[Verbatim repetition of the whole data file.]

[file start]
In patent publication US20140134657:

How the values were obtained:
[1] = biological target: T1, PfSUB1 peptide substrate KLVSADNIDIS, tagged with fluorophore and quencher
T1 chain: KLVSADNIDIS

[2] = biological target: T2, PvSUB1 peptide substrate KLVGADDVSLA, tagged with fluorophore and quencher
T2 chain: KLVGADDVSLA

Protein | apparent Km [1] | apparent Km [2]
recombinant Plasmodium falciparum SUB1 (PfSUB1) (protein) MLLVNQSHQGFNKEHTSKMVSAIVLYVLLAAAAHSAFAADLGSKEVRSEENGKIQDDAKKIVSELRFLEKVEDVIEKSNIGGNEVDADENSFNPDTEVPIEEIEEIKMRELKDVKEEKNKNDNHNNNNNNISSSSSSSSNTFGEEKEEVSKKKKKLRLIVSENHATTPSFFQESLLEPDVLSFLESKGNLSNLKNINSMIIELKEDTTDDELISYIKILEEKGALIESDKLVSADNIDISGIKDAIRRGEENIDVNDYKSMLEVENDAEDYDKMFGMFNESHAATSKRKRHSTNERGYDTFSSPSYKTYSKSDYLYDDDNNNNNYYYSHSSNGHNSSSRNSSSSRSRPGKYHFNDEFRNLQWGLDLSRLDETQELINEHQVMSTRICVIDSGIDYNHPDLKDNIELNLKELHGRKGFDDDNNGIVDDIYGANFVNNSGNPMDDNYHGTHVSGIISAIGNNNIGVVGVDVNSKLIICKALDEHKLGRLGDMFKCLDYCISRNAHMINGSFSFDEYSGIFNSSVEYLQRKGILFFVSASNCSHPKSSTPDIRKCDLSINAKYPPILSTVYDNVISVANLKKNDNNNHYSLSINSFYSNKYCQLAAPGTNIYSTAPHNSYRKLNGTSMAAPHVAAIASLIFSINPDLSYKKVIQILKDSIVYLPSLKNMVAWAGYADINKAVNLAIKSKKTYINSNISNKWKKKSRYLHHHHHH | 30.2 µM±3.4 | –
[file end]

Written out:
In patent publication US20140134657:

How the values were obtained:
[1] = biological target: T1, PfSUB1 peptide substrate KLVSADNIDIS, tagged with fluorophore and quencher
T1 chain: KLVSADNIDIS

[2] = biological target: T2, PvSUB1 peptide substrate KLVGADDVSLA, tagged with fluorophore and quencher
T2 chain: KLVGADDVSLA

Protein | apparent Km [1] | apparent Km [2]
recombinant Plasmodium falciparum SUB1 (PfSUB1) (protein) MLLVNQSHQGFNKEHTSKMVSAIVLYVLLAAAAHSAFAADLGSKEVRSEENGKIQDDAKKIVSELRFLEKVEDVIEKSNIGGNEVDADENSFNPDTEVPIEEIEEIKMRELKDVKEEKNKNDNHNNNNNNISSSSSSSSNTFGEEKEEVSKKKKKLRLIVSENHATTPSFFQESLLEPDVLSFLESKGNLSNLKNINSMIIELKEDTTDDELISYIKILEEKGALIESDKLVSADNIDISGIKDAIRRGEENIDVNDYKSMLEVENDAEDYDKMFGMFNESHAATSKRKRHSTNERGYDTFSSPSYKTYSKSDYLYDDDNNNNNYYYSHSSNGHNSSSRNSSSSRSRPGKYHFNDEFRNLQWGLDLSRLDETQELINEHQVMSTRICVIDSGIDYNHPDLKDNIELNLKELHGRKGFDDDNNGIVDDIYGANFVNNSGNPMDDNYHGTHVSGIISAIGNNNIGVVGVDVNSKLIICKALDEHKLGRLGDMFKCLDYCISRNAHMINGSFSFDEYSGIFNSSVEYLQRKGILFFVSASNCSHPKSSTPDIRKCDLSINAKYPPILSTVYDNVISVANLKKNDNNNHYSLSINSFYSNKYCQLAAPGTNIYSTAPHNSYRKLNGTSMAAPHVAAIASLIFSINPDLSYKKVIQILKDSIVYLPSLKNMVAWAGYADINKAVNLAIKSKKTYINSNISNKWKKKSRYLHHHHHH | 30.2 µM±3.4 | –